||Cervical Artificial Disc Replacement for patient's with Cervical Disc Herniation or Degenerative Disc Disease|
are the relatively soft, gelatinous cushions that surround the spinal
cord and act as shock absorbers between the hard, bony vertebrae.
MRI studies of asymptomatic individuals indicate that 40% of patients
studied have disc abnormalities.
Degenerative Disc Disease (sometimes referred to as a Black Disc) refers to the loss of hydration in the disc and a weakening of the annulus (outer lining of the disc). Degenerative Disc Disease is very common in the human population but is not always symptomatic.
Trauma can cause the annulus to tear and disc material (the nucleus pulposus) leaks out and presses on a nerve. When a disc ruptures in the cervical spine, it puts pressure on one or more nerve roots (often called nerve root compression) or on the spinal cord, as seen in (Figure 2).
In addition to pain around the site of the herniation; another hallmark of an acute disc herniation in the cervical spine is pain, numbness, or tingling radiating down the arm. Sensory deficits and weaknesses in the muscles of the arms, the thumb and some of the fingers, can present themselves, depending on the location of the affected disc. Because of the presence of the spinal cord, severe disc herniations can cause spinal cord dysfunction, which include weakness in the legs, balance problems, and loss of bladder or bowel control. Further pressure on the spinal cord may be caused by rough edges of bone, called bone spurs, that naturally build up around some herniated discs.
kinds of imaging tests, including X-rays, CT scans, MRI's and other
more exotic imaging tests can confirm and elucidate the findings of
a physical exam. In general, bulging disks are rarely a diagnostic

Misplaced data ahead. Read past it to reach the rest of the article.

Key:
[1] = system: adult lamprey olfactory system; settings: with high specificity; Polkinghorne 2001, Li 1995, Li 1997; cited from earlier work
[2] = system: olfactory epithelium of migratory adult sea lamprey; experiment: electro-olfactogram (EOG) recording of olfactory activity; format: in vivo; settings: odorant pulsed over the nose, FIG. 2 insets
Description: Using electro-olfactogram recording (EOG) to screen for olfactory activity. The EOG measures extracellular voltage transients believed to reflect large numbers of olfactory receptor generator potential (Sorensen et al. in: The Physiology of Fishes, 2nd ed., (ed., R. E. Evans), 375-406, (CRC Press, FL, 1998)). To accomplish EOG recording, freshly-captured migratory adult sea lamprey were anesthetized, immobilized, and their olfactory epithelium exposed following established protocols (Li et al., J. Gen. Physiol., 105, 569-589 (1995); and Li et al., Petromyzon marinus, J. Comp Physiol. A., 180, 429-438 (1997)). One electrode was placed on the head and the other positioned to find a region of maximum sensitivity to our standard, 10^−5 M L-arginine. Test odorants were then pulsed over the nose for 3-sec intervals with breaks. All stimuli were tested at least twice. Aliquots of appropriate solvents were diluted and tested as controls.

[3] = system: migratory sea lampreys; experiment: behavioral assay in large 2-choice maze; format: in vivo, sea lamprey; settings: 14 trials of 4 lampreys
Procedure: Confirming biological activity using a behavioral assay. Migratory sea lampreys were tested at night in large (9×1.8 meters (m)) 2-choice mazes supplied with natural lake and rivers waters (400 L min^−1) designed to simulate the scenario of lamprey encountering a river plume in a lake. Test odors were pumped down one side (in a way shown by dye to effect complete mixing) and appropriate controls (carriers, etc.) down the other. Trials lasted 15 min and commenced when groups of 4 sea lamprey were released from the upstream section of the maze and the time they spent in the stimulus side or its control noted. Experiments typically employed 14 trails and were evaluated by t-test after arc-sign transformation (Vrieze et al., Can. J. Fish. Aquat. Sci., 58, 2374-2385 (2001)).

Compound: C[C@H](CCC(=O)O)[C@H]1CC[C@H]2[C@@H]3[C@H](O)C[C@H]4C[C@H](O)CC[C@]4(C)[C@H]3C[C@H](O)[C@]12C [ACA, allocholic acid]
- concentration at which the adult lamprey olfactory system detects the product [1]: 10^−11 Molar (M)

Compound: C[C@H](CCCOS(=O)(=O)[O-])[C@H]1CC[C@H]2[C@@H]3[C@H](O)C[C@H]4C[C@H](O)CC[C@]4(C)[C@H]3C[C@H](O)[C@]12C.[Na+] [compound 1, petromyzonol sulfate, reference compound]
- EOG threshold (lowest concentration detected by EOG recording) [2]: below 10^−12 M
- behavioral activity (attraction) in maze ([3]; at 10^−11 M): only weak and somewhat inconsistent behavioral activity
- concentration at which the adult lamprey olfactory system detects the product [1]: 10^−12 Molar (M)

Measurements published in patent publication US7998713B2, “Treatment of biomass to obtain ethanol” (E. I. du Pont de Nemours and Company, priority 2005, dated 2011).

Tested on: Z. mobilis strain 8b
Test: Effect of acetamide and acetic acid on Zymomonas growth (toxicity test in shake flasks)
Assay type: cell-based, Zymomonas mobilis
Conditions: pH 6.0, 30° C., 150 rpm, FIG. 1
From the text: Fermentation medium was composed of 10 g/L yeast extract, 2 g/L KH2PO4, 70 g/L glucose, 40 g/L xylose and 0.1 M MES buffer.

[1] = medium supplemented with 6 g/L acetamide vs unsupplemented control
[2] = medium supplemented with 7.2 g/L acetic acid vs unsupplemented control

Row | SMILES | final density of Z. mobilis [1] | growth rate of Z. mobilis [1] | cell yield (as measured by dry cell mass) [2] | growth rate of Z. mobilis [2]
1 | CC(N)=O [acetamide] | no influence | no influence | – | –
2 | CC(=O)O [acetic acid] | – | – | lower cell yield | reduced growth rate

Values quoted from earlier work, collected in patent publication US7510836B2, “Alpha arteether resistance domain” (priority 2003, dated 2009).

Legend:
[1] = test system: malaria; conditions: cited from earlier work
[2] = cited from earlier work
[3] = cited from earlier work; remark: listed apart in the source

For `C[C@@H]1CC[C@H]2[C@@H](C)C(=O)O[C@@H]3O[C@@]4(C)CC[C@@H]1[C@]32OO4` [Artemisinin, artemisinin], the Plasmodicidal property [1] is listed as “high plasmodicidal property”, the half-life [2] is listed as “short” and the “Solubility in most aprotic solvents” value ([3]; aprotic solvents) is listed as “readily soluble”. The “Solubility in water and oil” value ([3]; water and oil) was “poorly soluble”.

mystery. Depending on where the herniation occurs, and the degree to
which nerves entering the spine, or the spine itself, are affected,
a wide range of symptoms
For patients who remain symptomatic beyond 6-8 weeks of conservative care, a decision about interventional treatment should be discussed between the patient and the physician. Increasing pain is a relative indication for surgery on the cervical spine. Muscle weakness or sensory changes which continue for 8-12 weeks or progressive neurological deficit are strong indications for surgical intervention. Signs of spinal cord compression such as balance or bowel and bladder problems are other strong indicators for aggressive intervention.Surgical Intervention, Anterior Cervical Discectomy and Artificial Cervical Disc:
While Anterior Cervical Disectomy and Fusion remains the gold standard for treatment of cervical disc herniations and degenerative conditions of the cervical spine, the use of motion sparing techniques such as artificial disc placement are under investigation world wide.
In theory, an Artificial Cervical Disc is designed to maintain motion as a compared to the current treatment of fusing the spine. This could be beneficial in relieving symptoms and reducing stress on adjacent discs. Currently, we offer The Prestige Artificial Disc, and The Bryan Artificial Disc was recently approved by the FDA.
There are potential risks with any surgical treatment and these should be fully understood prior to having surgery. For more information regarding your possible treatment options, please call 310-423-9986
Last modified: June 15th, 2009